Sam the Record Man was located at 347 Yonge St (at Gould St on the northeast corner) in downtown Toronto. With its iconic sign, it was a must-visit store for everyone who loved music.
How It All Began
In 1937, Sam Sniderman began selling records from his family’s business, Sniderman’s Radio Sales & Service Ltd, at 714 College St. In 1959, the shop moved to 259 Yonge St, and two years later, the music store made a move to its historic location at 347 Yonge St.
Sam the Record Man
The shop was a huge attraction for both music lovers and musicians. It was on a strip of Yonge St that was home to other music stores like A&A Records, Sunrise and Music World, as well as the Eaton Centre.
The store had a vast selection, and Sam and his staff were very knowledgeable. No song was too obscure. Customers could go into the shop and mention a few words of a song or hum a few bars, and the staff would know it. There were no apps around then, just excellent customer service.
People would line up in the middle of the night for album releases. Their annual Boxing Day sale drew crowds from Toronto and beyond.
The Perfect Fit
This strip of Yonge Street was also lined with popular entertainment venues like the Colonial Tavern, Friar’s Tavern, Le Coq d’Or and Steele’s Tavern. Sam the Record Man was a perfect match in the area.
Mr Sniderman promoted many Canadian musicians like Gordon Lightfoot, Joni Mitchell, The Guess Who and Stompin’ Tom Connors, to name a few. He would also put music from new Canadian talent in prime locations of the store to give them the spotlight.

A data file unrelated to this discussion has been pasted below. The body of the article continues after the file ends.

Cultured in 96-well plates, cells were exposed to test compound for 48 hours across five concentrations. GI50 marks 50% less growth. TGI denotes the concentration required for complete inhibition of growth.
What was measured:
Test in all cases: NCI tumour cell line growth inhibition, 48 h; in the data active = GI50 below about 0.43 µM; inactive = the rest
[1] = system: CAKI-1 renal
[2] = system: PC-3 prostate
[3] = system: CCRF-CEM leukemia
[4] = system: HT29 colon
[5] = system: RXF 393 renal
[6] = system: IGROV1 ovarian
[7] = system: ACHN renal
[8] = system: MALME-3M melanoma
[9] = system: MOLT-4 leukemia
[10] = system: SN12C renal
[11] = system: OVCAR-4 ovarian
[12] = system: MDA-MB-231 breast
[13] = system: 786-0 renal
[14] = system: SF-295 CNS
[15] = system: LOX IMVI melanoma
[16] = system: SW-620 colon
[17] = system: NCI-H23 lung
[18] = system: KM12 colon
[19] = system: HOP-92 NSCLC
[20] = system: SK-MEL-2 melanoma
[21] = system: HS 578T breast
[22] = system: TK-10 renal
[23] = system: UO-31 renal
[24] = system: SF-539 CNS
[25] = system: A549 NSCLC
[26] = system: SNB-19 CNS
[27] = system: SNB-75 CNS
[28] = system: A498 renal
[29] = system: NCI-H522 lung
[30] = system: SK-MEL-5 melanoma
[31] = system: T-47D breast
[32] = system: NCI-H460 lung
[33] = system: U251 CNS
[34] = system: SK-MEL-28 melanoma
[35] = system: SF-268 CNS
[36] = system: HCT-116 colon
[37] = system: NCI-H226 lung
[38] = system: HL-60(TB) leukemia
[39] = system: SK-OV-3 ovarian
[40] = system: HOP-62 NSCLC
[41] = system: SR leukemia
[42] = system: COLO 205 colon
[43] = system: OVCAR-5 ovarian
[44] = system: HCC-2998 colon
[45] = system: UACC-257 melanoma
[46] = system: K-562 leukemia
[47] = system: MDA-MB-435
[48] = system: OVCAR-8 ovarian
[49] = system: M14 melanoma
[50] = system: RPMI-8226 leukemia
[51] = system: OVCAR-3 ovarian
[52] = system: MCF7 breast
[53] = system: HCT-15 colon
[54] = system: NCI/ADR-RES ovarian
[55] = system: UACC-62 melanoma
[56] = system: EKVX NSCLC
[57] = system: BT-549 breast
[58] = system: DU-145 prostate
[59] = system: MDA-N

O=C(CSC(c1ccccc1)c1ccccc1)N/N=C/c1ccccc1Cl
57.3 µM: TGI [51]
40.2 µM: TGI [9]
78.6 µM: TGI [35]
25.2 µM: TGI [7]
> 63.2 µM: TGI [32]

The Most Iconic Symbol of Yonge Street
That incredible sign. The Markle Brothers designed the neon, spinning record in 1969/1970. Standing 7.5 m wide and 8 m high, it replaced a neon sign that indicated weather conditions. When the shop next door closed, once Steele’s Tavern and later Thrifty’s, Sam took it over. In 1987, the second spinning disc was added along with the word “SAM” above each sign.
The flagship Yonge St store grew to take over the northeast corner of Yonge and Gould Sts.
Closing the Legendary Store
In its heyday, there were over 140 locations across the country. The big box stores and the rise in popularity of downloadable songs meant the demand for CDs, albums and such was declining. Unable to compete, the Toronto landmark closed at the end of June 2007. There’s still one Sam the Record Man shop in Belleville.
The Brilliant Neon Signs Shine Again
In 2008, Ryerson University purchased the property and agreed to restore and re-install the signs. The twin neon spinning record signs are once again lighting up the area. They’re located high atop a building at 277 Victoria St, overlooking Yonge-Dundas Square.
Did You Know?
- In 1961, Sam Sniderman paid $140,000 for the building at 347 Yonge St.
- During his lifetime, Sam Sniderman received many awards and honours, including the Order of Canada (1976), an honorary doctorate (Doctor of Commerce) from Ryerson University (1997) and a Governor General’s Performing Arts Award (1999).
- The company filed for bankruptcy in 2001. The store closed briefly and reopened in 2002 with Sam’s two sons operating the new business.
- During its last days, Sam’s held a memorabilia auction. Some items sold included a neon marquee, signed pictures, platinum records and autographed drywall (by Bruce Springsteen and ZZ Top).
- Sam passed away in 2012 at the age of 92.
- In 1984, Robert (Bobby) Sniderman, Sam’s son, purchased one of Toronto’s legacy restaurants, The Senator. Located at 249 Victoria St, the restaurant has been operating since the late 1920s, originally opening as Busy Bee Lunch. The Senator is a 1940’s-style diner with classic comfort dishes and also features its own beautiful neon sign.
Sam the Record Man Photos
- Toronto Star Newspaper Archives: May 30, 2007, page A1, A10
- Toronto Star Newspaper Archives: Jun 30, 2007, page E1, E10
- Nicholas Jennings: Toronto Songs: Gordon Lightfoot’s on Yonge Street
- Ryerson University: Sam the Record Man Sign returns to the heart of downtown Toronto
- Heritage Toronto: Good Eats: The Senator Restaurant
- Vintage Photos: City of Toronto Archives, Toronto Public Library, Barry Roden & Peter MacCallum